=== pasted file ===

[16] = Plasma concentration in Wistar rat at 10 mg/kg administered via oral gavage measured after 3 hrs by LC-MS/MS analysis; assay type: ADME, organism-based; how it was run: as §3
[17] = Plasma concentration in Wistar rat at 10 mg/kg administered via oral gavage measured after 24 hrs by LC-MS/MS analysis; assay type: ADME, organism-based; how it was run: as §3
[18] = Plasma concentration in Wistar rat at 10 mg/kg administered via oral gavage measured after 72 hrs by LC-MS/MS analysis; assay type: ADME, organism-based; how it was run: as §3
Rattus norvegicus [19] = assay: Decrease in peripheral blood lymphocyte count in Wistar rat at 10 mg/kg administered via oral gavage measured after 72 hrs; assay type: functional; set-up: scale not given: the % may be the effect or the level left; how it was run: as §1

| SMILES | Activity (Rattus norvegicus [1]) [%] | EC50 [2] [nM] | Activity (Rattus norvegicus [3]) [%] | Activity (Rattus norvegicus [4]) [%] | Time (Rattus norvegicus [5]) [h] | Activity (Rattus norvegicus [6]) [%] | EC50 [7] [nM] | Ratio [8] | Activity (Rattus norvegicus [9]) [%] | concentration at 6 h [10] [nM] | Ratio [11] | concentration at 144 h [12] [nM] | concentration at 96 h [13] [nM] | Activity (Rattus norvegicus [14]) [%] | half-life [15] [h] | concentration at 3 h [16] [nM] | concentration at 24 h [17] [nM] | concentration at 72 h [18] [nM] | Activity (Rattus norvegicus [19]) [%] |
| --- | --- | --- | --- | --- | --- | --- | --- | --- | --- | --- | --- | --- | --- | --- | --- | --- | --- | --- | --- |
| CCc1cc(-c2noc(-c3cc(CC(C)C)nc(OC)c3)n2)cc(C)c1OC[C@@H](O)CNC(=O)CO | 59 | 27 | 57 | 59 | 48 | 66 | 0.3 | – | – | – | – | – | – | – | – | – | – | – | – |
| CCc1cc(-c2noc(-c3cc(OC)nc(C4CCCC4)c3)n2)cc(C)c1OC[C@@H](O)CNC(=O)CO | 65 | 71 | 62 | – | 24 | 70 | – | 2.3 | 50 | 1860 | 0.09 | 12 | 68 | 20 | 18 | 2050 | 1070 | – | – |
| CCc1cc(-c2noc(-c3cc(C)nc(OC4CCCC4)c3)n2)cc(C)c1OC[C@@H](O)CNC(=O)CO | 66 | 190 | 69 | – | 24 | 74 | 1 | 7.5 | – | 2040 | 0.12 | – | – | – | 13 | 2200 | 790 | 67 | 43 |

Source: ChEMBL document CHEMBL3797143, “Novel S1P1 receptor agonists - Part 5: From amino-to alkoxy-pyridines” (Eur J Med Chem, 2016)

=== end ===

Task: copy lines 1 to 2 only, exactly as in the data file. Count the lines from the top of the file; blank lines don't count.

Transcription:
[16] = Plasma concentration in Wistar rat at 10 mg/kg administered via oral gavage measured after 3 hrs by LC-MS/MS analysis; assay type: ADME, organism-based; how it was run: as §3
[17] = Plasma concentration in Wistar rat at 10 mg/kg administered via oral gavage measured after 24 hrs by LC-MS/MS analysis; assay type: ADME, organism-based; how it was run: as §3